An I.T. Roadmap is a Good Start

By Mark Rossi

There is a continuum of approaches to developing a company’s Information Technology (I.T.) strategy ranging from “Let’s hold off any planning or spending until something breaks” on one end of the spectrum to “Let’s forecast our needs over the next five years and create a plan and budget” on the other end.  You can find your place somewhere in the middle of the continuum, but we don’t recommend waiting for something to break.

Every company is different in terms of budget, human resources, and hardware and software needs. Still, no matter your business, an I.T. Roadmap is an easy yet invaluable planning tool.

What is an I.T. Roadmap? 

An I.T. Roadmap is a visualization of your objectives, requirements, resource needs and timeline.  It can be a chart, graph, infographic, or table – the format doesn’t matter.  What matters is that you take the time to plan for growth, change, and crisis.

What are the elements of an I.T Roadmap?

This can vary depending on your business and industry, but most should have the following basic considerations in a roadmap:

  • Category – Categories can include basics like hardware requirements, software requirements and security.
  • Needs – A need is either current or in the future. For example, hardware needs can include things like “Ensure all PCs are in good working order”, and “Increase server reliability.”  Equipment will break, software will need upgrades and security is always at risk so these are fundamental needs to plan for.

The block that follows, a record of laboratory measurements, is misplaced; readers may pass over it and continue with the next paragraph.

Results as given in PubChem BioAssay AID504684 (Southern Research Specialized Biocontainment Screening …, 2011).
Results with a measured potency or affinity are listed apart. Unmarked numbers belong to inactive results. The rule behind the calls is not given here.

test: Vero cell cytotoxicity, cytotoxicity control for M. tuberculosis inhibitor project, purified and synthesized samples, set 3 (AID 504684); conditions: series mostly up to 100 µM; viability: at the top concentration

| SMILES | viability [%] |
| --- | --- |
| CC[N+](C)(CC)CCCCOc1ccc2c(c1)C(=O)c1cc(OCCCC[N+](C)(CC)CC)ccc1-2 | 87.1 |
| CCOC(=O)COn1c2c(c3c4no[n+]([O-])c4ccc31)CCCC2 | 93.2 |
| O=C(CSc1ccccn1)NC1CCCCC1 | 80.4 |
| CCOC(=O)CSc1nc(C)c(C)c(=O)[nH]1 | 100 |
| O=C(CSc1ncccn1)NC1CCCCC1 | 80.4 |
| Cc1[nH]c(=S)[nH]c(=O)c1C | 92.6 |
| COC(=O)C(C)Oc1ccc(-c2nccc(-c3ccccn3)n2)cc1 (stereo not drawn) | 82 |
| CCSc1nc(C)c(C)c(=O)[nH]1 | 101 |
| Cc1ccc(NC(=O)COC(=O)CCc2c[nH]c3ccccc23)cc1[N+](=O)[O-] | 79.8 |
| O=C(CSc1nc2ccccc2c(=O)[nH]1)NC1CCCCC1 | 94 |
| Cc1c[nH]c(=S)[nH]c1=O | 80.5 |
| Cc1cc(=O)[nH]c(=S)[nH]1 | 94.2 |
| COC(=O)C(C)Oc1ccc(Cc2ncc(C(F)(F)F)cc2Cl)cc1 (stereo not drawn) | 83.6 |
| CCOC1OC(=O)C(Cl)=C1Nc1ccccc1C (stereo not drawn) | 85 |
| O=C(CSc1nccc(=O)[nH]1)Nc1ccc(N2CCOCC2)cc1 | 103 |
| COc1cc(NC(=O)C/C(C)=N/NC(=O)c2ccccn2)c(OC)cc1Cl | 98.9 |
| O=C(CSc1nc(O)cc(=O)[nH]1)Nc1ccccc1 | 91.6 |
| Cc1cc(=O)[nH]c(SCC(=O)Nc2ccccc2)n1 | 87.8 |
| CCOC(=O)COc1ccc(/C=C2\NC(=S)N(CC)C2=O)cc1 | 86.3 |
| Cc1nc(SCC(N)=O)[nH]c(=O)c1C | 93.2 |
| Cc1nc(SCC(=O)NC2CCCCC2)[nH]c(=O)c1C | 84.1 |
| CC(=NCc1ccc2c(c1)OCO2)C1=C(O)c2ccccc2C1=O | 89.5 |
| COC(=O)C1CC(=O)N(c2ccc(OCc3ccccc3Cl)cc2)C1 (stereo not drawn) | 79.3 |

• Action Steps – These are specific steps to address the identified needs. In the example above, the Action Steps could include “Evaluate cloud server options” and “Audit all PCs for age, condition, and needed repairs or replacement”.
  • Responsibility – This may seem unnecessary, especially if the person responsible is you. However, there is an increase in accountability when a specific name is assigned to a task.
  • Timing – It can be tempting to push off action steps, especially if they are not urgent. Too often, we work on urgent but not important things.  Technology is both urgent and important.

Who should prepare the I.T. Roadmap?

An I.T. person does not need to be the author but is a critical person on the planning team.  The company owner or leader will have the direct line-of-sight to available resources and needs and should partner with an I.T. expert who has the best understanding of options, risks, and level of effort.  The tech industry is constantly changing and your I.T. leader or partner is your best resource to ensure you don’t overspend or understate risks.

How to know if an I.T. Roadmap is needed

Chances are, your company will benefit from an I.T. audit and/or planning session, after which you can determine the need for a roadmap.  The time and cost invested will be far less than an avoidable issue or expense down the road.  Our team at KML is always available for a complimentary, no-obligation consultation to discuss your technology vision, plans, and risks.